My heart attack took me by surprise
I am a pretty regular guy. I have lived in Woodridge, Ill. with my family for the past 15 years—and worked as a trader at the Chicago Mercantile Exchange for two decades. My wife, Mina, is a hair stylist and we have two teenaged sons, Victor and Michael, and an 8-year-old daughter, Danielle.
I don’t smoke, and I eat a healthy diet. I am not obese or diabetic, and there is no history of heart disease in my family. But a year ago—at age 44—I suffered a heart attack.
At the end of my work day, I hopped on the 4:28 p.m. express train. The train was jam-packed, so I sat on the stairs. I soon felt anxious and couldn’t sit still. I wondered if I was having a panic attack. I began to sweat profusely, and begin feeling confused and afraid.
I called my wife at work and asked her to meet me at the train station and drive me to the hospital. Fortunately, she had a better idea: Mina called 911 and had an ambulance waiting at the Downers Grove stop where I got off. Paramedics rapidly assessed my condition and called in a cardiac alert to our local hospital, Advocate Good Samaritan Hospital.
They were ready for me.
At the hospital, I was bombarded by people sticking me everywhere. They were careful to explain what they were doing, but they kept moving really fast—I remember signing consent papers while I was being wheeled into surgery.
When my wife walked into the Emergency Room (ER), I was nowhere in sight, and a chaplain was walking toward her. Mina assumed the worst—and her heart sank. But she was quickly told that I was on the way to surgery and invited her to run along beside me.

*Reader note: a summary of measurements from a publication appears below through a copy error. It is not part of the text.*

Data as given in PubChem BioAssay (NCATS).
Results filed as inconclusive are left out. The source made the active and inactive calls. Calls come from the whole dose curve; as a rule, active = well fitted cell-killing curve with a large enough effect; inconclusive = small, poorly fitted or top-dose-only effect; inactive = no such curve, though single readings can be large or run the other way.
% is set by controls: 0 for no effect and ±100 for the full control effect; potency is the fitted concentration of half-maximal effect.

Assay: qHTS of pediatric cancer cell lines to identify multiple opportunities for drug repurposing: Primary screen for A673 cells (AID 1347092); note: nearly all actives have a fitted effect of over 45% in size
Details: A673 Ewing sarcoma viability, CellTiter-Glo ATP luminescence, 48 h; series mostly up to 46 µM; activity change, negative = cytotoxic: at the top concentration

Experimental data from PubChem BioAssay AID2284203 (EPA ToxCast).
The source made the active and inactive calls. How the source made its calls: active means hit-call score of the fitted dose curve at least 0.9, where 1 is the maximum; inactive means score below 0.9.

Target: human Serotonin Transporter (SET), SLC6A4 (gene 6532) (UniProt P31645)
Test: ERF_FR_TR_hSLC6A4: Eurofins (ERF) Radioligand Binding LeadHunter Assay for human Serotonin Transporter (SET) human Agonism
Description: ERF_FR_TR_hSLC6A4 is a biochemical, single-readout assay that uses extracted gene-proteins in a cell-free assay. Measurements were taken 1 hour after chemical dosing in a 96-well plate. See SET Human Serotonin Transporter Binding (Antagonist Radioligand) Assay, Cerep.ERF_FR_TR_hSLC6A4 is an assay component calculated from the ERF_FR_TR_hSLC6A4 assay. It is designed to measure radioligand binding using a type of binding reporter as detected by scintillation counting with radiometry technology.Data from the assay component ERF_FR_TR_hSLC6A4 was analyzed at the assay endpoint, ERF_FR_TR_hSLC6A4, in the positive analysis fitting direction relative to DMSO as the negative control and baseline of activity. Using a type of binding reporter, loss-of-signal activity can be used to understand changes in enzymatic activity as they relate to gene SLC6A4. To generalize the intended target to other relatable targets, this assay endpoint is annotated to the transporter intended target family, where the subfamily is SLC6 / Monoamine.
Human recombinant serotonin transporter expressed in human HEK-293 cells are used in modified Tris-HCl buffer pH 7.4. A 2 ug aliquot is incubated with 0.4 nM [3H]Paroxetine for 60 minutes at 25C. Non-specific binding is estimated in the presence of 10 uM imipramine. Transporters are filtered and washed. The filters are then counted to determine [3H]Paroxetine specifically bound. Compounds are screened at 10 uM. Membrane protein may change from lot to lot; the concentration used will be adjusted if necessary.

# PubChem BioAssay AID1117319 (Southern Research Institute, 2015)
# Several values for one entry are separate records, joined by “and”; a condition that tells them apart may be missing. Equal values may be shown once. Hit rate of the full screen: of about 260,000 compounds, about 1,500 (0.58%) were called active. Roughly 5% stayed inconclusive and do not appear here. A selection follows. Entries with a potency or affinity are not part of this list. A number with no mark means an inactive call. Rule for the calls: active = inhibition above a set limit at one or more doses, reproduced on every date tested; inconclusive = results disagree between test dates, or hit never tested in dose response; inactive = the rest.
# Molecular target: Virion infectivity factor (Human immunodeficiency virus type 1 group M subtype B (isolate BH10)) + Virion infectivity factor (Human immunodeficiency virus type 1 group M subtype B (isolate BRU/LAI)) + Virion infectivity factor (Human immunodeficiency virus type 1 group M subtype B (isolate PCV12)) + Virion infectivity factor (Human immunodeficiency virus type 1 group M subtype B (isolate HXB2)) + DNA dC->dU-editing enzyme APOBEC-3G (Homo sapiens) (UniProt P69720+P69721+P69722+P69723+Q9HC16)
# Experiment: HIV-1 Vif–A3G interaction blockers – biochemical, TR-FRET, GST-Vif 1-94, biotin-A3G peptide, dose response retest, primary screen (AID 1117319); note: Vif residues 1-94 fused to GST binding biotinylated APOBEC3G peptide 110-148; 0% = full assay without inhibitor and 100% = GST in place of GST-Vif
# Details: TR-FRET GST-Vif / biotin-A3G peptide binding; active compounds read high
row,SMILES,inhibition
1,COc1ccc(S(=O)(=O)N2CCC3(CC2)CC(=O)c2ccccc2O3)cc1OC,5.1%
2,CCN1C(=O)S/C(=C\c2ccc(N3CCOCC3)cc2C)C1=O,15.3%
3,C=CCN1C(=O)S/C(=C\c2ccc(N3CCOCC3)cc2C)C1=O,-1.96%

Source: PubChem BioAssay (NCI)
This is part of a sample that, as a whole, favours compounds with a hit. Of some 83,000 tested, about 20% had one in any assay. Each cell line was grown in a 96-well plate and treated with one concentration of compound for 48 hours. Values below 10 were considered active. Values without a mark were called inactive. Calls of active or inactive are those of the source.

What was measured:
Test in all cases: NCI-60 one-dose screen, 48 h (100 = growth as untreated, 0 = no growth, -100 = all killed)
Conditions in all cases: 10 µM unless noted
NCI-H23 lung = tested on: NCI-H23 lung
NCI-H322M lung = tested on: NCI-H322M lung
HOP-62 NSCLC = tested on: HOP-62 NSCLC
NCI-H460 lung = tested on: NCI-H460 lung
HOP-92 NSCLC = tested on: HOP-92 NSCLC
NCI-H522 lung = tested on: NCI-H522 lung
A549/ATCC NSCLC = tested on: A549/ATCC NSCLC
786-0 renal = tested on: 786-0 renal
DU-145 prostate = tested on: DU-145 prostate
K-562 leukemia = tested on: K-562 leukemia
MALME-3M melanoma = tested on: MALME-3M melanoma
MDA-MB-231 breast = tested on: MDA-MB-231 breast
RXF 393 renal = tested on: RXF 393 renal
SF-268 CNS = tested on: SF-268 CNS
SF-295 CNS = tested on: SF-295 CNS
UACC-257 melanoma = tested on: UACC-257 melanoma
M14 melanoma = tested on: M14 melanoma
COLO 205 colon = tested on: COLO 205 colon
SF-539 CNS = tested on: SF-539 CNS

As it turned out, my wife’s quick thinking, the paramedics’ cardiac alert call and that army of fast-moving, take-charge ER staff truly saved my life. Cardiologist Dr. Jordan Weinstein informed me that I had arrived with 100 percent blockage at my coronary artery. But thanks to him and the heart care team at Good Samaritan Hospital, I had a stent inserted to open up the artery in less than half an hour, and I was back at home just two days later.
I was soon enrolled in the cardiac rehabilitation program at Good Samaritan Hospital, which I attended for 12 weeks. At first, I got winded just walking. But after regular use of different exercise machines to get my heart rate up, I was able to resume my normal activities.
So today, I have a new normal. This brush with death was my awakening, a second chance to take better care of myself. These days, I work from home to reduce stress. I do cross-fit training five to six days a week to both strengthen my core and give my heart a workout—and I’m in better shape than ever. I’ve always been a positive and energetic person, but I am even more so now.
I am living proof that a heart attack can happen to anyone.
About the Author
Victor Scumaci is a 45-year-old heart attack survivor from Woodridge, Ill., sharing his story in hopes to inspire and inform others.